Premiums unveiled for health overhaul
by Ricardo Alonso-Zaldivar, Associated Press
September 25, 2013 12:21 AM | 552 views | 0 0 comments | 2 2 recommendations | email to a friend | print
WASHINGTON — With new health insurance markets launching next week, the Obama administration is unveiling premiums and plan choices for 36 states where the federal government is taking the lead to cover uninsured residents.

Before tax credits that work like an upfront discount for most consumers, sticker-price premiums for a mid-range benchmark plan will average $328 a month nationally for an individual, comparable to payments for a new car.

The overview of premiums and plan choices, released Wednesday by Health and Human Services Secretary Kathleen Sebelius, comes as the White House swings into full campaign mode to promote the benefits of the Affordable Care Act to a skeptical public. Congressional Republicans, meanwhile, refuse to abandon their quest to derail “Obamacare” and flirt with a government shutdown to force the issue.

Sebelius stressed the positive in a preview call with reporters. Consumers will be able to choose from an average of 53 plan options when the new markets open Oct. 1 for people who don’t have health care on the job.

“For millions of Americans, these new options will finally make health insurance work within their budgets,” she said.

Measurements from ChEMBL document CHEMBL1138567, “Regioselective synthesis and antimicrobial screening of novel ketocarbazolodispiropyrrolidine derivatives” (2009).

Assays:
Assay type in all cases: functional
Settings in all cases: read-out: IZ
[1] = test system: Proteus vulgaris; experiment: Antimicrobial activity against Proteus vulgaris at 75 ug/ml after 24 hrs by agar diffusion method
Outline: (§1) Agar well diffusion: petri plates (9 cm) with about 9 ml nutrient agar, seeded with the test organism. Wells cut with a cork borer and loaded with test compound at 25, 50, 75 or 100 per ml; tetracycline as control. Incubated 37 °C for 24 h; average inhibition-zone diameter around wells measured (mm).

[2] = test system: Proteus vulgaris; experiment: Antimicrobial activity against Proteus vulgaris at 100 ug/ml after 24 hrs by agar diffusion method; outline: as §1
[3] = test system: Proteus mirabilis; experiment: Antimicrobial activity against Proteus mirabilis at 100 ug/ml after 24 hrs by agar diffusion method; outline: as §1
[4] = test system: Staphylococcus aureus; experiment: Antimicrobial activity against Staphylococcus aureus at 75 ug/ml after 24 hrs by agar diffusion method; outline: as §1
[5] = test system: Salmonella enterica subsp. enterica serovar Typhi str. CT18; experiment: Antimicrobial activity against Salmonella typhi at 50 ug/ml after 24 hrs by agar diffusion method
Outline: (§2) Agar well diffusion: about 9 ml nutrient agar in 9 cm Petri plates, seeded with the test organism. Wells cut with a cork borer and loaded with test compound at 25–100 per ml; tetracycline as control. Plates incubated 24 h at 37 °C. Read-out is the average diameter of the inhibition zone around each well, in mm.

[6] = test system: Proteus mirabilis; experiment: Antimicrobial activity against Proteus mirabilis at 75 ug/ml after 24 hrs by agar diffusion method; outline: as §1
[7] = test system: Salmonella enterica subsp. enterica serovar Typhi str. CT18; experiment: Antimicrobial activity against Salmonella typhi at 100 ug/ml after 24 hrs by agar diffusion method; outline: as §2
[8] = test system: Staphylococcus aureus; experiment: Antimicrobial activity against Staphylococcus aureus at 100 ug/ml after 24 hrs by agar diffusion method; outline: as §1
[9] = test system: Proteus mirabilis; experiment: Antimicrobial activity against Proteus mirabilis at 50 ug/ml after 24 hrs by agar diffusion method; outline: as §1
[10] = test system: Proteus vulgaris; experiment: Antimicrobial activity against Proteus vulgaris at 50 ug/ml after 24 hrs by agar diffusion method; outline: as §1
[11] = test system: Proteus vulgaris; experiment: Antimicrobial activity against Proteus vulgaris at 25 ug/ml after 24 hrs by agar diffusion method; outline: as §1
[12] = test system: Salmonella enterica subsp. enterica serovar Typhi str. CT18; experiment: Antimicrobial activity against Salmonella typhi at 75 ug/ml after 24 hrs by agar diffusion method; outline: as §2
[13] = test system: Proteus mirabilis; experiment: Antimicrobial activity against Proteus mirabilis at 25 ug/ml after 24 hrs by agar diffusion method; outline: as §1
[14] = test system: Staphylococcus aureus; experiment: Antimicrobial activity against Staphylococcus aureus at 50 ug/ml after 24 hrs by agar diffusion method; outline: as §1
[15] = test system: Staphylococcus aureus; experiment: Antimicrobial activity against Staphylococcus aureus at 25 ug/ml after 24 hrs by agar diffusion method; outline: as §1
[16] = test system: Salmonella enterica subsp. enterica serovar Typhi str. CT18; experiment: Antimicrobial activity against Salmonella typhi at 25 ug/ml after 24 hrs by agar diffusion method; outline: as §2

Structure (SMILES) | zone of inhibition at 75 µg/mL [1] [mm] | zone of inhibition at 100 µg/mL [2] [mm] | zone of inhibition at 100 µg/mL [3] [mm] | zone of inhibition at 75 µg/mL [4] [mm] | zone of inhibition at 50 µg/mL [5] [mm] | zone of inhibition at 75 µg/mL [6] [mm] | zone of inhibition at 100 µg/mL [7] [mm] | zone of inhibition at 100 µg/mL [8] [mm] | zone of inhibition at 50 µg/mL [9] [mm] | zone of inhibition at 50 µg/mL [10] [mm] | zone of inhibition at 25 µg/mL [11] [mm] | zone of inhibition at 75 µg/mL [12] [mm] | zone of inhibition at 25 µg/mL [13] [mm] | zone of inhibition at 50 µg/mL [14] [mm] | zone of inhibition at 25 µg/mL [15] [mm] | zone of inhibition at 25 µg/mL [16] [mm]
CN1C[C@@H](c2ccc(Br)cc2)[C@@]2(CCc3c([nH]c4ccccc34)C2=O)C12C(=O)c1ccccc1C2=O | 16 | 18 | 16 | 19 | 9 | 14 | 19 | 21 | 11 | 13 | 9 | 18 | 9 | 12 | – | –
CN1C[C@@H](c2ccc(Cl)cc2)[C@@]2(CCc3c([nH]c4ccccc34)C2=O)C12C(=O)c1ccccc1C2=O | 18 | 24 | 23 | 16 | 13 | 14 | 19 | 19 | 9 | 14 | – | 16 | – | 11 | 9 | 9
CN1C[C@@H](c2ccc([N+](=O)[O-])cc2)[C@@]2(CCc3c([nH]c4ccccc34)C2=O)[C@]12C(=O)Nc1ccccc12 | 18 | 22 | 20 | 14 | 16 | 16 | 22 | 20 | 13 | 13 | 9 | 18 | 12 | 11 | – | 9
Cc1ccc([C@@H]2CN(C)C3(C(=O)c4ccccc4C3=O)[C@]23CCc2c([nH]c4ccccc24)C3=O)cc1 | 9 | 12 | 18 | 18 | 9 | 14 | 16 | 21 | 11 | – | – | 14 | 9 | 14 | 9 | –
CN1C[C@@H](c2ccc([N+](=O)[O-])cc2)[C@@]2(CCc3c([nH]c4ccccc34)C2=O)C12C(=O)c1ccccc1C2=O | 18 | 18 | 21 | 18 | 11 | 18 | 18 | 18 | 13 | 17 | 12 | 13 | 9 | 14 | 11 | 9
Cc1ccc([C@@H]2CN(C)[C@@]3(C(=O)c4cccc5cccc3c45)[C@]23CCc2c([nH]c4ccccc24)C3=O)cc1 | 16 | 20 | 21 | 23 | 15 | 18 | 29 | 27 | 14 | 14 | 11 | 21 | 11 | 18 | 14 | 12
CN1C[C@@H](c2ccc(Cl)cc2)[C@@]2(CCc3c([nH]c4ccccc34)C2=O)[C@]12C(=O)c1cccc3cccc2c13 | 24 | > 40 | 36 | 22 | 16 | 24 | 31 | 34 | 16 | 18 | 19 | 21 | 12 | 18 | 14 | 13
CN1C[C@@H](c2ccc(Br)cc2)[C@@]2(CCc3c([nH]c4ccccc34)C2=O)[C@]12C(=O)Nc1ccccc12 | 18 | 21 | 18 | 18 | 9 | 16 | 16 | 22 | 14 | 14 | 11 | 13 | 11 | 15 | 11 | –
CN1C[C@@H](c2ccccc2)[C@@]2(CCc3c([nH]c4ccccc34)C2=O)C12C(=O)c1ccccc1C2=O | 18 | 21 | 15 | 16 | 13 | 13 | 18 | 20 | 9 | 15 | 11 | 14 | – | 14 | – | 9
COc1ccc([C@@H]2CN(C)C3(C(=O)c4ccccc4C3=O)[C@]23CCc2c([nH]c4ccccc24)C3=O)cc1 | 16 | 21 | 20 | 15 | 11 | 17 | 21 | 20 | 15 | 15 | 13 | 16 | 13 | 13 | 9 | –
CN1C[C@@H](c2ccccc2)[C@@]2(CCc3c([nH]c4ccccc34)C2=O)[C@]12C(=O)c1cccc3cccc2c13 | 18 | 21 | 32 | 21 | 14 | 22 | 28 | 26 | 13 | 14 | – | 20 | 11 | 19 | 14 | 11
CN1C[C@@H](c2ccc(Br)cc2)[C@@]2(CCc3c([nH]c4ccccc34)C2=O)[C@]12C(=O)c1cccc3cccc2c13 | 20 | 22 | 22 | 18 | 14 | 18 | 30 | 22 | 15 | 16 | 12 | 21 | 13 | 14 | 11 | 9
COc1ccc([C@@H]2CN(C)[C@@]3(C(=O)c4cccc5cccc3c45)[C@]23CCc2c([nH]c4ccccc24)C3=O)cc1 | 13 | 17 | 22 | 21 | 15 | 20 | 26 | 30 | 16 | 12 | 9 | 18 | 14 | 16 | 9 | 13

A report by her department estimated that about 95 percent of consumers will have two or more insurers to choose from. And the administration says premiums will generally be lower than what congressional budget experts estimated when the legislation was being debated. About one-fourth of the insurers participating are new to the individual coverage market, a sign that could be good for competition.

But averages can be misleading. When it comes to the new health care law, individuals can get dramatically different results based on their particular circumstances.

Where you live, the plan you pick, family size, age, tax credits based on your income and even tobacco use will all impact the bottom line. All those variables could make the system hard to navigate.

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